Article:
Recent reports on retail sales, factory production and household spending have pointed to a slowdown in economic growth this quarter.
“There’s a pretty broad set of indicators pointing toward deceleration as we go into the second quarter,” said Keith Hembre, who helps oversee $125 billion as chief economist at Nuveen Asset Management LLC in Minneapolis and a former researcher at the Minneapolis Fed. “It reflects a fairly tepid pace of underlying demand growth, weakness abroad and the slowdown and cutbacks in government spending.”
Automatic federal spending cuts known as sequestration took effect on March 1. If no action is taken by Congress, spending will be reduced by $85 billion this year and $1.2 trillion over nine years. Consumers are also contending with a two percentage point increase in the payroll tax that took effect in January.
Companies added 119,000 workers in April, the fewest since September, followed a revised 131,000 gain in March that was smaller than initially estimated, figures from the Roseland, New Jersey-based ADP Research Institute showed today. The median forecast of 37 economists surveyed by Bloomberg projected a 150,000 advance.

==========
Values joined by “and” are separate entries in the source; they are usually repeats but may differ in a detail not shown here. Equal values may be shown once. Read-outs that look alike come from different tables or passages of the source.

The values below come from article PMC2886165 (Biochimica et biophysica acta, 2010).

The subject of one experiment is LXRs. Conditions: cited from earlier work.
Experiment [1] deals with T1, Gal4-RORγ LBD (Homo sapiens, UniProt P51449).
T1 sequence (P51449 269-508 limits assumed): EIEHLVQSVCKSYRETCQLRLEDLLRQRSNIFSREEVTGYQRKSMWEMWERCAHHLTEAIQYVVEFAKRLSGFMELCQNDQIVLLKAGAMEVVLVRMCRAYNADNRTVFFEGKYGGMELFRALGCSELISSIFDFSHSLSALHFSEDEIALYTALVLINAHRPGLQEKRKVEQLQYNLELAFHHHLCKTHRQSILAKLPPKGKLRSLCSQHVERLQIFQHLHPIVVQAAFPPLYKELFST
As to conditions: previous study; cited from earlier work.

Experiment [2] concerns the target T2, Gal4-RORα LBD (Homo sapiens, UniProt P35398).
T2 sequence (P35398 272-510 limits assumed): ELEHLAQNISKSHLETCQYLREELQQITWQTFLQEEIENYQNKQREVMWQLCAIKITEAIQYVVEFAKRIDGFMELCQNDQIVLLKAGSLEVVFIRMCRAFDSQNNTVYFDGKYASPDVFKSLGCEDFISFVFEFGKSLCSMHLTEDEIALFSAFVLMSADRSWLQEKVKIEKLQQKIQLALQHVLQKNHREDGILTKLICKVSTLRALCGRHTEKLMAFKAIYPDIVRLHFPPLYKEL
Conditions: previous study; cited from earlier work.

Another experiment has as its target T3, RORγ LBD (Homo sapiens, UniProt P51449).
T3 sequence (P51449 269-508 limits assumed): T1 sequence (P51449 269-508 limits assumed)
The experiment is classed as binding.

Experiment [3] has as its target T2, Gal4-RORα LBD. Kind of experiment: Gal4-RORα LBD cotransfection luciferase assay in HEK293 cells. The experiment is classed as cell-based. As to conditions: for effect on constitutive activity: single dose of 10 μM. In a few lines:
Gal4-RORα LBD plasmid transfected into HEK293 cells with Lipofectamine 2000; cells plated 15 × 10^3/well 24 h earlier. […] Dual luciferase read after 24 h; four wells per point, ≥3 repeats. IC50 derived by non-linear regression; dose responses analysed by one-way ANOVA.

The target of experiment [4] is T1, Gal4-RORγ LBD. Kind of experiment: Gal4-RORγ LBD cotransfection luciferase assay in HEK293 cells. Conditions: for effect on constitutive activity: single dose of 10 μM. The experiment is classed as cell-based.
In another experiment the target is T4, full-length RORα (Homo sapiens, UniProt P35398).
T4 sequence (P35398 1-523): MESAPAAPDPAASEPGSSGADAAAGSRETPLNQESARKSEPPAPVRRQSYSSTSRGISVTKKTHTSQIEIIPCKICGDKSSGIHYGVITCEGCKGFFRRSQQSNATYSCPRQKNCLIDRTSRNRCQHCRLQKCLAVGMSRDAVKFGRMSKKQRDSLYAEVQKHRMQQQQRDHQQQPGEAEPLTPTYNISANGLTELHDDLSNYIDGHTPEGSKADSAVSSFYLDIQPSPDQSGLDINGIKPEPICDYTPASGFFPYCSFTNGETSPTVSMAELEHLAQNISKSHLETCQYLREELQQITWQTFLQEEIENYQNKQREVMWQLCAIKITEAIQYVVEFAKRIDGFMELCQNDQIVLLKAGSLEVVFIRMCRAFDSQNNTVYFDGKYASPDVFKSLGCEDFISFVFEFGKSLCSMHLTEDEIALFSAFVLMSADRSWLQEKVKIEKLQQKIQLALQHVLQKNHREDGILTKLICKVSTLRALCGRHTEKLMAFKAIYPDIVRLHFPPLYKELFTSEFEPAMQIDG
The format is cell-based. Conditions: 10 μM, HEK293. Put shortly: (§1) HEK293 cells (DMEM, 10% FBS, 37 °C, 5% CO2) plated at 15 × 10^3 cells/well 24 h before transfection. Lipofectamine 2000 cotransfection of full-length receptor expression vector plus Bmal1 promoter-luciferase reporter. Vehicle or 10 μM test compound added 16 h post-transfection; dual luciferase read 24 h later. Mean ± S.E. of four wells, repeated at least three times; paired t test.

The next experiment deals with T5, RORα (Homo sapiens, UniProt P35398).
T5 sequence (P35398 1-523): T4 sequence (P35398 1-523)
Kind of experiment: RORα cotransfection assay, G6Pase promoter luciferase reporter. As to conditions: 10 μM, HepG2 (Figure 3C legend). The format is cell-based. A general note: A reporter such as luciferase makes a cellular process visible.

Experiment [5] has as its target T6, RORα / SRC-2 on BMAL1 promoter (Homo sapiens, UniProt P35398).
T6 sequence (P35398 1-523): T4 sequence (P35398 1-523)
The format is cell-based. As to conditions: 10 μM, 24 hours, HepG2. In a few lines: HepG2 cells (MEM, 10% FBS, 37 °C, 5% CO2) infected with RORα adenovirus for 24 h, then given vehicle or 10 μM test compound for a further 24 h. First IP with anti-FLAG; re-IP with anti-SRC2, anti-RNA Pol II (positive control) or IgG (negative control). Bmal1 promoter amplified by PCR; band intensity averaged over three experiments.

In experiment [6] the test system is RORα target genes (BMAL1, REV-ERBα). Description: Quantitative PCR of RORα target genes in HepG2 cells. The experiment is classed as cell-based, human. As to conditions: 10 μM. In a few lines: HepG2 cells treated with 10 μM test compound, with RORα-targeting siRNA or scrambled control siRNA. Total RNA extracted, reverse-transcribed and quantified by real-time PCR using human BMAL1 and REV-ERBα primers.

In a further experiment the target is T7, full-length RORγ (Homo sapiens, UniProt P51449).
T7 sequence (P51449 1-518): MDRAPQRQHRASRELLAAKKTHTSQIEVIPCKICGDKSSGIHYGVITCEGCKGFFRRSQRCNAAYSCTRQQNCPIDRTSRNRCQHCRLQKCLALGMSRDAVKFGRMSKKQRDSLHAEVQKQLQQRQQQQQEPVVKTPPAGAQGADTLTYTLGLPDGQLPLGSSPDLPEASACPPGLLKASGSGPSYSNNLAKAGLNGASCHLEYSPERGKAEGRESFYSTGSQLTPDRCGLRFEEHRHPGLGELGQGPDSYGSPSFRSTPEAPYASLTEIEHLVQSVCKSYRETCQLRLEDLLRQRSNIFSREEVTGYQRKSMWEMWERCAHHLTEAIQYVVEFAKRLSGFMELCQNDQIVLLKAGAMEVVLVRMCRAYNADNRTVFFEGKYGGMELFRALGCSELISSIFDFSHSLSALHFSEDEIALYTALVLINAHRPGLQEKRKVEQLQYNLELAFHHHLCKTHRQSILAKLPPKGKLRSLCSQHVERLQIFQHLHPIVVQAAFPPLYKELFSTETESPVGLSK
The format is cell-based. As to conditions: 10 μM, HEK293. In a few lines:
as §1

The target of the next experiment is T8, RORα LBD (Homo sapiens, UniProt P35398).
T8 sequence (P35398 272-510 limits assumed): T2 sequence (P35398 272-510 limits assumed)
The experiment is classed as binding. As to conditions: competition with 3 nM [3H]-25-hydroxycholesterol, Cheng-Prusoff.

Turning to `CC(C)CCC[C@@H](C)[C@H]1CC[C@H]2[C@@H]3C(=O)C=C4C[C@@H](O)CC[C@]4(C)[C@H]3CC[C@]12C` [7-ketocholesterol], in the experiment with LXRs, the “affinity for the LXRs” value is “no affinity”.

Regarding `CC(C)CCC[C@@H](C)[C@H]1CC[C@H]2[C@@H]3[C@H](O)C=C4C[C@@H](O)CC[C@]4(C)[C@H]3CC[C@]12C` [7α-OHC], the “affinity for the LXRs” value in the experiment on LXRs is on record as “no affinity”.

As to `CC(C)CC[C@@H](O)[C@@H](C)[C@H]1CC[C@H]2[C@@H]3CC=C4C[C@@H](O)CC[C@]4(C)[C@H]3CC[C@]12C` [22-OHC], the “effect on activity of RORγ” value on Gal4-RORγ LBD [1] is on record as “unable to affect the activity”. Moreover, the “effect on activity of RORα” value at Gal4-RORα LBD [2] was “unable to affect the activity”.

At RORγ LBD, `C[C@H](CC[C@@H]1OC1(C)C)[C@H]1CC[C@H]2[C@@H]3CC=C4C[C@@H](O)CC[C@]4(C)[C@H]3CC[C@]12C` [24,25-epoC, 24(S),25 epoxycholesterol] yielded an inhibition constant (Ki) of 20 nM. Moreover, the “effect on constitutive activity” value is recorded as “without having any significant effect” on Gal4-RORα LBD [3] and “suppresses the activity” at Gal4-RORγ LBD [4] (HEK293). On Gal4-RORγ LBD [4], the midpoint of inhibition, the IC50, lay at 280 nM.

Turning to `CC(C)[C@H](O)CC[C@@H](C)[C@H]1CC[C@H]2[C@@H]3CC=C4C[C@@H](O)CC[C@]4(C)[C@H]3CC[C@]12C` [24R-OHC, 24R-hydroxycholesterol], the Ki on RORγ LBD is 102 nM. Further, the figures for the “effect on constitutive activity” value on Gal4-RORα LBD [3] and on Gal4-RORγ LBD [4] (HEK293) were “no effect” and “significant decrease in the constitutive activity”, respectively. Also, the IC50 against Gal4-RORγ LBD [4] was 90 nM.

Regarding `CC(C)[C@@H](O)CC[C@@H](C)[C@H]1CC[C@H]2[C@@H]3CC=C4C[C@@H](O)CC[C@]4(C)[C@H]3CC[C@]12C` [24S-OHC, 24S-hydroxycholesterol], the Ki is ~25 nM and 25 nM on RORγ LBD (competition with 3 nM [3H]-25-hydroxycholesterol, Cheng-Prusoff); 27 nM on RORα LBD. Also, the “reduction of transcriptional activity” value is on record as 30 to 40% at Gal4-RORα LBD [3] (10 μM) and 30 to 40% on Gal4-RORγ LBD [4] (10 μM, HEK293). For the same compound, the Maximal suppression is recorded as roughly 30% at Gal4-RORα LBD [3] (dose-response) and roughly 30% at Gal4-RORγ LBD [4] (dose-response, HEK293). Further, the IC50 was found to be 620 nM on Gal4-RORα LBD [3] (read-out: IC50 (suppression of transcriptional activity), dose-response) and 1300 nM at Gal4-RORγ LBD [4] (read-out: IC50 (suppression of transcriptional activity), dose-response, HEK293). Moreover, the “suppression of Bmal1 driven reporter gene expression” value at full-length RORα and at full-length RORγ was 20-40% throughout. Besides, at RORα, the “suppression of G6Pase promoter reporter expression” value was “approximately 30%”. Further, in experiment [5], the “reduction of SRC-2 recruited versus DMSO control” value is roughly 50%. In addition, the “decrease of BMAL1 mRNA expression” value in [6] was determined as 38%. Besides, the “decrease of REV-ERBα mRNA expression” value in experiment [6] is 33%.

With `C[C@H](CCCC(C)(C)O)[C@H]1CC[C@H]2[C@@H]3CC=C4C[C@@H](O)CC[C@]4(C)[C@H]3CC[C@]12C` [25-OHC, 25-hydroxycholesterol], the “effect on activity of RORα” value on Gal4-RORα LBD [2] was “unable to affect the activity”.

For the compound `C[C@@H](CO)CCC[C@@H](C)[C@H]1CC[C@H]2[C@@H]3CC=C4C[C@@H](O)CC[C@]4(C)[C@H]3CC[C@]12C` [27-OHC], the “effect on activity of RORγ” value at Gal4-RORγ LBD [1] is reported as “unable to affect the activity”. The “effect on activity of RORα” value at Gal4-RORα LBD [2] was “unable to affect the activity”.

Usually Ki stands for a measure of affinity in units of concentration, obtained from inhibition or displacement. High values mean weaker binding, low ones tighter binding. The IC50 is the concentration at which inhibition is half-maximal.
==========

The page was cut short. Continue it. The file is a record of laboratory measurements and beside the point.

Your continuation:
By hiring fewer employees, companies are signaling they expect demand will deteriorate as reductions in the federal budget and higher taxes weigh on the expansion.
The Labor Department on May 3 will probably say the unemployment rate in April remained unchanged at 7.6% as employers added 145,000 workers to payrolls, according to the median estimate in a Bloomberg survey. Payroll growth slid to 88,000 in March from 268,000 the month before.
Manufacturing has shown signs of weakness. The Institute for Supply Management’s factory index fell to 50.7 in April from the prior month’s 51.3, the Tempe, Arizona-based group said today. Economists projected a reading of 50.5 for the gauge, according to the Bloomberg survey median. Fifty is the dividing line between expansion and contraction.
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